A key differentiating element amongst many alternative strategies is liquidity. We believe that investors who can compromise some level of liquidity stand to benefit from the opportunity set in alternatives. For example, we believe when financing options are reduced for corporate borrowers, private debt becomes an increasingly compelling solution to the liquid credit markets.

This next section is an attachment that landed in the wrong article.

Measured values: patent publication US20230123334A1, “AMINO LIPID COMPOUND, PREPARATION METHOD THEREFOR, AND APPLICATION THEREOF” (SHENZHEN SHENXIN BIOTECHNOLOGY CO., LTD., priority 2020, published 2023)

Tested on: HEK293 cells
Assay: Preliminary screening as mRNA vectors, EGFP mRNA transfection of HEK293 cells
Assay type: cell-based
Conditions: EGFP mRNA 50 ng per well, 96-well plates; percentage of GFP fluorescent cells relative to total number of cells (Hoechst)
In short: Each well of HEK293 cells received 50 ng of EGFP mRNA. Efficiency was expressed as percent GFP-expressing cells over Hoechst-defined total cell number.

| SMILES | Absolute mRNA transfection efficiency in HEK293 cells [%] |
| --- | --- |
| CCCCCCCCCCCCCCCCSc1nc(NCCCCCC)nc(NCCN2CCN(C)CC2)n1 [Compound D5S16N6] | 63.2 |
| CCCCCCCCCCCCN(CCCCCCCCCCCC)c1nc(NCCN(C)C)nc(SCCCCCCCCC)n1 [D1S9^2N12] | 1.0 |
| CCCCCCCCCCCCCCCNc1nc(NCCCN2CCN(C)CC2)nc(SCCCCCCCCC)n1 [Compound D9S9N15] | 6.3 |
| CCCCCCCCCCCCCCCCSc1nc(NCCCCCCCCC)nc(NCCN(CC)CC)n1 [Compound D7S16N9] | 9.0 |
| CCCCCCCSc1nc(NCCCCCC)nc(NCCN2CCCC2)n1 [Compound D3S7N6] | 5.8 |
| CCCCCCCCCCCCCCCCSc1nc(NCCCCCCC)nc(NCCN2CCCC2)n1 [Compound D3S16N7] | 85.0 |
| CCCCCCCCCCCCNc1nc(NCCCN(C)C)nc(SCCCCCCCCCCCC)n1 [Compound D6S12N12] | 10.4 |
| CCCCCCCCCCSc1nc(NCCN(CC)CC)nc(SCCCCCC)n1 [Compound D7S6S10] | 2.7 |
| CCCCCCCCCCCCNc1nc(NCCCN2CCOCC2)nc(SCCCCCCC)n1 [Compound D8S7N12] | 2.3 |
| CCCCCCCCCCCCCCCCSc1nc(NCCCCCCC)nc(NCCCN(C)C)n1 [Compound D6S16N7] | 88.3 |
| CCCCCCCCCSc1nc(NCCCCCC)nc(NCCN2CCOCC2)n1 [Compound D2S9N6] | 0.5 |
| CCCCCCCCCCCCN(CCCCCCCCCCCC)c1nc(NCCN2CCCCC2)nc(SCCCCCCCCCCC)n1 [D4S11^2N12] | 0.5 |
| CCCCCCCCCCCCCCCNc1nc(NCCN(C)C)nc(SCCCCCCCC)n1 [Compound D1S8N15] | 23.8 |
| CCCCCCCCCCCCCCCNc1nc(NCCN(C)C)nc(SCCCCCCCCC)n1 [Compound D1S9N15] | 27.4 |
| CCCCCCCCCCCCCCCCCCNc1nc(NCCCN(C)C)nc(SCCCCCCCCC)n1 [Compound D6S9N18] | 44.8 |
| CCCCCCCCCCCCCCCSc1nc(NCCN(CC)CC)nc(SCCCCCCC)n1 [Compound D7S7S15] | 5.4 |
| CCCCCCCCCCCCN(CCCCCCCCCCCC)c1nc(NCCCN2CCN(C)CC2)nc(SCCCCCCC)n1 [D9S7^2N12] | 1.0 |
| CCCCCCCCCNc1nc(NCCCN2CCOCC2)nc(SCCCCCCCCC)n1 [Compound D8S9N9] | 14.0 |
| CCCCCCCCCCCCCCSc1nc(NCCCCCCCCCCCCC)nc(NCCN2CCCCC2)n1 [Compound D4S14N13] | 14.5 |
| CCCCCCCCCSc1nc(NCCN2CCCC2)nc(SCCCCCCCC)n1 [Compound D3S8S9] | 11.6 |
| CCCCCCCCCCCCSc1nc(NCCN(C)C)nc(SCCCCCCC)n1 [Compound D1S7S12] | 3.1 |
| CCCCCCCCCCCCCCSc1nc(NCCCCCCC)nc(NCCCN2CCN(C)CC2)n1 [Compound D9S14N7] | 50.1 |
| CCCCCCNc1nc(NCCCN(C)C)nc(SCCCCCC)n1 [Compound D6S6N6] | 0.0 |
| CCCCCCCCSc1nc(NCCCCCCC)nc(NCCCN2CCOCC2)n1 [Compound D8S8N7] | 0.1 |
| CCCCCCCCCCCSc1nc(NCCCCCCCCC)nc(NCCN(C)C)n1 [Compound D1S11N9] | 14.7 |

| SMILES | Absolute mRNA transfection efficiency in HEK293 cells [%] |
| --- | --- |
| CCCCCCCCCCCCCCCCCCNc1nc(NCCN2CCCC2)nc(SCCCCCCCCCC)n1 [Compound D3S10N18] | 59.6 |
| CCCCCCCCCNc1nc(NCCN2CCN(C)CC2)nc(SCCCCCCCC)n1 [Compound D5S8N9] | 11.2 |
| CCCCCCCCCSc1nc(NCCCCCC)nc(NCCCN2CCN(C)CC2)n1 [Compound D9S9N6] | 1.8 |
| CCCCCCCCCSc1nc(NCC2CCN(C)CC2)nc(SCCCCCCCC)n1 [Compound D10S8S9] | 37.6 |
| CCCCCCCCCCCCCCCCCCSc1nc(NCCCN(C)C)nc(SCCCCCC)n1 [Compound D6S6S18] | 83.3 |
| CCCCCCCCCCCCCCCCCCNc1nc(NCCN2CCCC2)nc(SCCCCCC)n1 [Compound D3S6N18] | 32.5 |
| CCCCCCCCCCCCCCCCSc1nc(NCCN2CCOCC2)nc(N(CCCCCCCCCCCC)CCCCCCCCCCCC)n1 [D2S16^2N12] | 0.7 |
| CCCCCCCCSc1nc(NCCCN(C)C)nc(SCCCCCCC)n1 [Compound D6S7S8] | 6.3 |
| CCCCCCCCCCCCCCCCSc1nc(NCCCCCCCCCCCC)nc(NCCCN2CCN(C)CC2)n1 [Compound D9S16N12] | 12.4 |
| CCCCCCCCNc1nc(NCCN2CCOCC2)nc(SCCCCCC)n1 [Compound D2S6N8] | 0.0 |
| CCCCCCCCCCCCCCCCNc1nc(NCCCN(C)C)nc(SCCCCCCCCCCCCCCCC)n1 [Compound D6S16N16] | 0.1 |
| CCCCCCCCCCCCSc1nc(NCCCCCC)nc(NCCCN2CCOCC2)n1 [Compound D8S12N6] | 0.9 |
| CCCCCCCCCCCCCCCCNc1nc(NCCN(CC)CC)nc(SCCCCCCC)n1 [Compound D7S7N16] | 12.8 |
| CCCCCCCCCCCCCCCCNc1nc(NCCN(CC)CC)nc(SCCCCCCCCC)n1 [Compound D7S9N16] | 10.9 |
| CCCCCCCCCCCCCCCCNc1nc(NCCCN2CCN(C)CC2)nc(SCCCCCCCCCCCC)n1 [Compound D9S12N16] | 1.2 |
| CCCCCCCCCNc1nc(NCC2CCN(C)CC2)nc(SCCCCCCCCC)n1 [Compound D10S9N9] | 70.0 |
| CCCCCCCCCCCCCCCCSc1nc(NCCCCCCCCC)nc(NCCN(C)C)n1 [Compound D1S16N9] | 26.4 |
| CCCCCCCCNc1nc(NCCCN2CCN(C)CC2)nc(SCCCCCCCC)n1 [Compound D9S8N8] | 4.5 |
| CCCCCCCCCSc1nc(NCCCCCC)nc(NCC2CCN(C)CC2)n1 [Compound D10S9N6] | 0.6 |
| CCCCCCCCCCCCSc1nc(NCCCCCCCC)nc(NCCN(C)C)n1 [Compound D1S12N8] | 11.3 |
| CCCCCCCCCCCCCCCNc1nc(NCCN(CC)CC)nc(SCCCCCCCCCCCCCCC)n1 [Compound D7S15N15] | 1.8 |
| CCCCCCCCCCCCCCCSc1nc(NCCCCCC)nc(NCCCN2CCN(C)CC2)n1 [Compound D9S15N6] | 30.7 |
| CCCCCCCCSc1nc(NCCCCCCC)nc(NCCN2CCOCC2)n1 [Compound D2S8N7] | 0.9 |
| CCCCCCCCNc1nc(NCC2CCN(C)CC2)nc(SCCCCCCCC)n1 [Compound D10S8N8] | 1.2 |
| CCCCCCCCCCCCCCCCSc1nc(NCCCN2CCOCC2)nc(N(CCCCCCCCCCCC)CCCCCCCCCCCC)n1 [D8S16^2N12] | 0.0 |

Managers with expertise to apply underwriting skills, restructuring expertise, and loan documentation insights can help investors gain access to income and total appreciation for performing, stressed, and distressed borrowers. Ultimately, becoming a provider of liquidity in dislocated markets and identifying mispriced public securities in the secondary markets where traditional bank lending has become a less dominant financing solution allows for opportunistic disciplined credit managers to achieve potentially superior risk-adjusted returns. The opportunity to partner with private equity firms with a successful track record of making control investments to drive operational value creation and discipline to deploy and harvest capital over time allows investors to potentially capture performance through good times and bad times when markets are volatile and investor emotions can be elevated. Real assets such as real estate may allow investors to potentially gain access to durable income and capital appreciation in assets with inflationary benefits. Finally, certain hedge funds may offer better “risk manage” equity or credit exposure dependent upon their net exposure, strategy, and leverage.